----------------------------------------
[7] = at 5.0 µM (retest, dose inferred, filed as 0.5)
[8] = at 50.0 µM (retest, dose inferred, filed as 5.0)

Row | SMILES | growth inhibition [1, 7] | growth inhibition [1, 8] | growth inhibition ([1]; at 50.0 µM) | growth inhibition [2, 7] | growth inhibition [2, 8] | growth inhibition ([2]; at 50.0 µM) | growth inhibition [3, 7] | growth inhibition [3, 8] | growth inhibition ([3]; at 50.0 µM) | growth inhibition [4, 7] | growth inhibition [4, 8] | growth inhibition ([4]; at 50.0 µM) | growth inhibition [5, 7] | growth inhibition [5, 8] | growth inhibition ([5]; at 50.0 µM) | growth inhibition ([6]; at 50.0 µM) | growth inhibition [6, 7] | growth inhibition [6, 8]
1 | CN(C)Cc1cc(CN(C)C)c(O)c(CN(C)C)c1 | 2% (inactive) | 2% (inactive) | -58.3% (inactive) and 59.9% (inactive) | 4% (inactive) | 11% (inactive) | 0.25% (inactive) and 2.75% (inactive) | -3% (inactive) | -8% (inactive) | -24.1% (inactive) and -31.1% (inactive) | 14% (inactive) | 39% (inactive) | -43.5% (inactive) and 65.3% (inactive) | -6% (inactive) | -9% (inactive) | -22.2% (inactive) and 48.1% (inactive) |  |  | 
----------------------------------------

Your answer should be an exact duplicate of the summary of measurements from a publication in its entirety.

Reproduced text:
[7] = at 5.0 µM (retest, dose inferred, filed as 0.5)
[8] = at 50.0 µM (retest, dose inferred, filed as 5.0)

Row | SMILES | growth inhibition [1, 7] | growth inhibition [1, 8] | growth inhibition ([1]; at 50.0 µM) | growth inhibition [2, 7] | growth inhibition [2, 8] | growth inhibition ([2]; at 50.0 µM) | growth inhibition [3, 7] | growth inhibition [3, 8] | growth inhibition ([3]; at 50.0 µM) | growth inhibition [4, 7] | growth inhibition [4, 8] | growth inhibition ([4]; at 50.0 µM) | growth inhibition [5, 7] | growth inhibition [5, 8] | growth inhibition ([5]; at 50.0 µM) | growth inhibition ([6]; at 50.0 µM) | growth inhibition [6, 7] | growth inhibition [6, 8]
1 | CN(C)Cc1cc(CN(C)C)c(O)c(CN(C)C)c1 | 2% (inactive) | 2% (inactive) | -58.3% (inactive) and 59.9% (inactive) | 4% (inactive) | 11% (inactive) | 0.25% (inactive) and 2.75% (inactive) | -3% (inactive) | -8% (inactive) | -24.1% (inactive) and -31.1% (inactive) | 14% (inactive) | 39% (inactive) | -43.5% (inactive) and 65.3% (inactive) | -6% (inactive) | -9% (inactive) | -22.2% (inactive) and 48.1% (inactive) |  |  | 